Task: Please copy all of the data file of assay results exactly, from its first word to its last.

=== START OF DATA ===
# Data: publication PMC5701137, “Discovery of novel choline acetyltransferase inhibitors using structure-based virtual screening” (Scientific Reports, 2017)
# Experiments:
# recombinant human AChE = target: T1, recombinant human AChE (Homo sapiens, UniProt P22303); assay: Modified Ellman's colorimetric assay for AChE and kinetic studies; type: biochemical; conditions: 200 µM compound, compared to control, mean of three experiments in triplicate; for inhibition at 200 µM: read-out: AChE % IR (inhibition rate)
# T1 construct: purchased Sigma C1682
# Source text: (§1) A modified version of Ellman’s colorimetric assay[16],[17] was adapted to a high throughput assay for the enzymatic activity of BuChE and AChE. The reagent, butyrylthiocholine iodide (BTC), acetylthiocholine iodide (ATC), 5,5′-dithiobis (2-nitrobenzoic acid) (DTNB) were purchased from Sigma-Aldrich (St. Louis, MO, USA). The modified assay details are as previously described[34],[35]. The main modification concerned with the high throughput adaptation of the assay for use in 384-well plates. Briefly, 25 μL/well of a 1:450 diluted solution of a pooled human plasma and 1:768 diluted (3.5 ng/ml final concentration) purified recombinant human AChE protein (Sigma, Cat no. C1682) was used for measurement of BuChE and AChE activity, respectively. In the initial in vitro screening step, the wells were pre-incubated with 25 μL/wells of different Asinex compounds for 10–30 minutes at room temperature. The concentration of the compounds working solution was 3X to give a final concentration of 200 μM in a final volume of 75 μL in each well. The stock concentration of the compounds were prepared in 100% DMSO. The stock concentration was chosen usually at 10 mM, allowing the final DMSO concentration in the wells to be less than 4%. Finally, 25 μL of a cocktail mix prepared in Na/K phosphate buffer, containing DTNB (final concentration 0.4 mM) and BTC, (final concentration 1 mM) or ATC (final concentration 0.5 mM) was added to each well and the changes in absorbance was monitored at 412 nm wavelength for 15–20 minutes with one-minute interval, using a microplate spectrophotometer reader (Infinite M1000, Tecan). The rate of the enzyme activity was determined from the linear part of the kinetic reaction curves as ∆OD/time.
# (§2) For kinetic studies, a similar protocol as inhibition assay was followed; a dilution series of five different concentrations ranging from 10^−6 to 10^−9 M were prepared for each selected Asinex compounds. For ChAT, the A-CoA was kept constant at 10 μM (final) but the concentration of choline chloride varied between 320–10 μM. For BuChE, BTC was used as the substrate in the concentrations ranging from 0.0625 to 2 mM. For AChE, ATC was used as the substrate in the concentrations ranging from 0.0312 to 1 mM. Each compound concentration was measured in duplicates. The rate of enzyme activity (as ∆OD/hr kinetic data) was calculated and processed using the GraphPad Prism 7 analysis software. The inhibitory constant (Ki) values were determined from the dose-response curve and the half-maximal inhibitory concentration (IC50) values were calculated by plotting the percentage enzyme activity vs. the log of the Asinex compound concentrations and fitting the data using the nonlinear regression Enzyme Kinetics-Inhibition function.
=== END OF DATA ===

# Data: publication PMC5701137, “Discovery of novel choline acetyltransferase inhibitors using structure-based virtual screening” (Scientific Reports, 2017)
# Experiments:
# recombinant human AChE = target: T1, recombinant human AChE (Homo sapiens, UniProt P22303); assay: Modified Ellman's colorimetric assay for AChE and kinetic studies; type: biochemical; conditions: 200 µM compound, compared to control, mean of three experiments in triplicate; for inhibition at 200 µM: read-out: AChE % IR (inhibition rate)
# T1 construct: purchased Sigma C1682
# Source text: (§1) A modified version of Ellman’s colorimetric assay[16],[17] was adapted to a high throughput assay for the enzymatic activity of BuChE and AChE. The reagent, butyrylthiocholine iodide (BTC), acetylthiocholine iodide (ATC), 5,5′-dithiobis (2-nitrobenzoic acid) (DTNB) were purchased from Sigma-Aldrich (St. Louis, MO, USA). The modified assay details are as previously described[34],[35]. The main modification concerned with the high throughput adaptation of the assay for use in 384-well plates. Briefly, 25 μL/well of a 1:450 diluted solution of a pooled human plasma and 1:768 diluted (3.5 ng/ml final concentration) purified recombinant human AChE protein (Sigma, Cat no. C1682) was used for measurement of BuChE and AChE activity, respectively. In the initial in vitro screening step, the wells were pre-incubated with 25 μL/wells of different Asinex compounds for 10–30 minutes at room temperature. The concentration of the compounds working solution was 3X to give a final concentration of 200 μM in a final volume of 75 μL in each well. The stock concentration of the compounds were prepared in 100% DMSO. The stock concentration was chosen usually at 10 mM, allowing the final DMSO concentration in the wells to be less than 4%. Finally, 25 μL of a cocktail mix prepared in Na/K phosphate buffer, containing DTNB (final concentration 0.4 mM) and BTC, (final concentration 1 mM) or ATC (final concentration 0.5 mM) was added to each well and the changes in absorbance was monitored at 412 nm wavelength for 15–20 minutes with one-minute interval, using a microplate spectrophotometer reader (Infinite M1000, Tecan). The rate of the enzyme activity was determined from the linear part of the kinetic reaction curves as ∆OD/time.
# (§2) For kinetic studies, a similar protocol as inhibition assay was followed; a dilution series of five different concentrations ranging from 10^−6 to 10^−9 M were prepared for each selected Asinex compounds. For ChAT, the A-CoA was kept constant at 10 μM (final) but the concentration of choline chloride varied between 320–10 μM. For BuChE, BTC was used as the substrate in the concentrations ranging from 0.0625 to 2 mM. For AChE, ATC was used as the substrate in the concentrations ranging from 0.0312 to 1 mM. Each compound concentration was measured in duplicates. The rate of enzyme activity (as ∆OD/hr kinetic data) was calculated and processed using the GraphPad Prism 7 analysis software. The inhibitory constant (Ki) values were determined from the dose-response curve and the half-maximal inhibitory concentration (IC50) values were calculated by plotting the percentage enzyme activity vs. the log of the Asinex compound concentrations and fitting the data using the nonlinear regression Enzyme Kinetics-Inhibition function.